For many in Canada, the Pyeongchang Olympics served as a golden opportunity to catch up on their curling.
With a 14-hour time difference between South Korea and Eastern Standard Time in Canada, it appeared for much of the Games that anybody turning on their television sets in prime time was subjected to round after round of curling.
It may be a great game to play, but for those longing for more action-packed winter sports (ski competitions in their various forms, snowboarding, short and long-track speed skating, hockey), curling comes up just a tad short, at least on television.
Canadian ice dancers Tessa Virtue and Scott Moir were on their game in Pyeongchang, winning the gold at the Winter Olympics in South Korea. (THE CANADIAN PRESS/Paul Chiasson)
Canada placed third in the overall medal count with 29, 10 behind Norway and two behind Germany.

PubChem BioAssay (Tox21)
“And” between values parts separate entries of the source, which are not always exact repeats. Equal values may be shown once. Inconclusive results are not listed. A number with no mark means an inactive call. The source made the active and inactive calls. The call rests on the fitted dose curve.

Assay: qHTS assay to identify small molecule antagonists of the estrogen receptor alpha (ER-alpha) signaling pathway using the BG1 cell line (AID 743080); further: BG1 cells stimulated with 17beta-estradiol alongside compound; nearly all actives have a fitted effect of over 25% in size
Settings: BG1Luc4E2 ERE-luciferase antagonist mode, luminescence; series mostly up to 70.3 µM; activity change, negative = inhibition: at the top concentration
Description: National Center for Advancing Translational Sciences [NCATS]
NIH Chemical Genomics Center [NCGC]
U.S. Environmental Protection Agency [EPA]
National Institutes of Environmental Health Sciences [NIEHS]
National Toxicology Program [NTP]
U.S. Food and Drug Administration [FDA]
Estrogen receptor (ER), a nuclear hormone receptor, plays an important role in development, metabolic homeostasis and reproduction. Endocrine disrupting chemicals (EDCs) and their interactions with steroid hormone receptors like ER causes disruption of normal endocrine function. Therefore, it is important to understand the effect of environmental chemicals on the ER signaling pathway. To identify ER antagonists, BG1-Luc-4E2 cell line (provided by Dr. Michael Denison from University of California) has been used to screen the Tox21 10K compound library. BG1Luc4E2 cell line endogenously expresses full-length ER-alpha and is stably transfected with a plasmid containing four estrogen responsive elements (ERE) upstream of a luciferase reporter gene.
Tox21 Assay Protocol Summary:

The 29 medals were three more than the record 26 golds Canadian athletes won in Vancouver (though, to be fair, there were 16 more medal events in Pyeongchang than in Vancouver).
The 29 medals included 11 gold, eight silver and 10 bronze.
Some of those medalists, as well as some of their teammates, will now retire.
Some, as well as some of their teammates, will take some time off before beginning their training for the next games: Beijing in 2022.
Big time difference in time there too.
Evidently, it’s about time I learned a few things about curling.